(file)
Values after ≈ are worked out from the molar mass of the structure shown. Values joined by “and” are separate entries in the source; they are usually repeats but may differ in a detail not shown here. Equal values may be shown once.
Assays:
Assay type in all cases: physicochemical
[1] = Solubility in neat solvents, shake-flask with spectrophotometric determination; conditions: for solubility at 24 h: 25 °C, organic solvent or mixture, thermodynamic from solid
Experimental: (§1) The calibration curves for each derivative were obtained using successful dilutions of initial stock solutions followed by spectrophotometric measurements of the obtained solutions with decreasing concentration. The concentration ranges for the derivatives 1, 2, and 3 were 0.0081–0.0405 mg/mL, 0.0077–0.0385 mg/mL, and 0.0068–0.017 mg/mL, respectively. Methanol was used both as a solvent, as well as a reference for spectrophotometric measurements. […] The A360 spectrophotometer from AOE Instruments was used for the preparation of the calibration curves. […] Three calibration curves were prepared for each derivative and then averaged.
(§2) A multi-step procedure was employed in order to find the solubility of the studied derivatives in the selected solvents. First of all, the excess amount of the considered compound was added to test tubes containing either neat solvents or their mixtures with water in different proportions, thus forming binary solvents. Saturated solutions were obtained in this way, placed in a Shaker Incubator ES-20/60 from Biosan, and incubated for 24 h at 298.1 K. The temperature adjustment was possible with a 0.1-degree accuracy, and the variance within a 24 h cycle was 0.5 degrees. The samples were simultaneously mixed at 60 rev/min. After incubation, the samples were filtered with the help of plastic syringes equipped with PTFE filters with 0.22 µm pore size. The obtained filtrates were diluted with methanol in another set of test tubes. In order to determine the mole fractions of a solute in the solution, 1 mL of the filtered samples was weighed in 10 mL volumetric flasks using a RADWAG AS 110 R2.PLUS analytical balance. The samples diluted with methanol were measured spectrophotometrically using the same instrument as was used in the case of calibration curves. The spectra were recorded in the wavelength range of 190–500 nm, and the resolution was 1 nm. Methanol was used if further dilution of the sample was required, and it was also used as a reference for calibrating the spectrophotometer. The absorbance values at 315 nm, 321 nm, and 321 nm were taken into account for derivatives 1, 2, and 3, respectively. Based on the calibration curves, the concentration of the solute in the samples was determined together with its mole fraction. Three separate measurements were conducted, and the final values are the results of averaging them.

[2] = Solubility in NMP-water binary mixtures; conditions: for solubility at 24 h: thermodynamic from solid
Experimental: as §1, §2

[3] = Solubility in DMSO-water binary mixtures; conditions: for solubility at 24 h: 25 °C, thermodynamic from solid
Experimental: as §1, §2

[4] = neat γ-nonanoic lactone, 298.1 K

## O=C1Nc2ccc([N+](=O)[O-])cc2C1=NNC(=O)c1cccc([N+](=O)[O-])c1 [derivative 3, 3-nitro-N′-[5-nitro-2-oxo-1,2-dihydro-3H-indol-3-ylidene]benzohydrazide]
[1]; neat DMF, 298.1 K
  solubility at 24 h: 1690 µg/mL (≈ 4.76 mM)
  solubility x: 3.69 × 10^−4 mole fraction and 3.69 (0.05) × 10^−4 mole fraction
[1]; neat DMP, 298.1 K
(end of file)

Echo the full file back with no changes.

Values after ≈ are worked out from the molar mass of the structure shown. Values joined by “and” are separate entries in the source; they are usually repeats but may differ in a detail not shown here. Equal values may be shown once.
Assays:
Assay type in all cases: physicochemical
[1] = Solubility in neat solvents, shake-flask with spectrophotometric determination; conditions: for solubility at 24 h: 25 °C, organic solvent or mixture, thermodynamic from solid
Experimental: (§1) The calibration curves for each derivative were obtained using successful dilutions of initial stock solutions followed by spectrophotometric measurements of the obtained solutions with decreasing concentration. The concentration ranges for the derivatives 1, 2, and 3 were 0.0081–0.0405 mg/mL, 0.0077–0.0385 mg/mL, and 0.0068–0.017 mg/mL, respectively. Methanol was used both as a solvent, as well as a reference for spectrophotometric measurements. […] The A360 spectrophotometer from AOE Instruments was used for the preparation of the calibration curves. […] Three calibration curves were prepared for each derivative and then averaged.
(§2) A multi-step procedure was employed in order to find the solubility of the studied derivatives in the selected solvents. First of all, the excess amount of the considered compound was added to test tubes containing either neat solvents or their mixtures with water in different proportions, thus forming binary solvents. Saturated solutions were obtained in this way, placed in a Shaker Incubator ES-20/60 from Biosan, and incubated for 24 h at 298.1 K. The temperature adjustment was possible with a 0.1-degree accuracy, and the variance within a 24 h cycle was 0.5 degrees. The samples were simultaneously mixed at 60 rev/min. After incubation, the samples were filtered with the help of plastic syringes equipped with PTFE filters with 0.22 µm pore size. The obtained filtrates were diluted with methanol in another set of test tubes. In order to determine the mole fractions of a solute in the solution, 1 mL of the filtered samples was weighed in 10 mL volumetric flasks using a RADWAG AS 110 R2.PLUS analytical balance. The samples diluted with methanol were measured spectrophotometrically using the same instrument as was used in the case of calibration curves. The spectra were recorded in the wavelength range of 190–500 nm, and the resolution was 1 nm. Methanol was used if further dilution of the sample was required, and it was also used as a reference for calibrating the spectrophotometer. The absorbance values at 315 nm, 321 nm, and 321 nm were taken into account for derivatives 1, 2, and 3, respectively. Based on the calibration curves, the concentration of the solute in the samples was determined together with its mole fraction. Three separate measurements were conducted, and the final values are the results of averaging them.

[2] = Solubility in NMP-water binary mixtures; conditions: for solubility at 24 h: thermodynamic from solid
Experimental: as §1, §2

[3] = Solubility in DMSO-water binary mixtures; conditions: for solubility at 24 h: 25 °C, thermodynamic from solid
Experimental: as §1, §2

[4] = neat γ-nonanoic lactone, 298.1 K

## O=C1Nc2ccc([N+](=O)[O-])cc2C1=NNC(=O)c1cccc([N+](=O)[O-])c1 [derivative 3, 3-nitro-N′-[5-nitro-2-oxo-1,2-dihydro-3H-indol-3-ylidene]benzohydrazide]
[1]; neat DMF, 298.1 K
  solubility at 24 h: 1690 µg/mL (≈ 4.76 mM)
  solubility x: 3.69 × 10^−4 mole fraction and 3.69 (0.05) × 10^−4 mole fraction
[1]; neat DMP, 298.1 K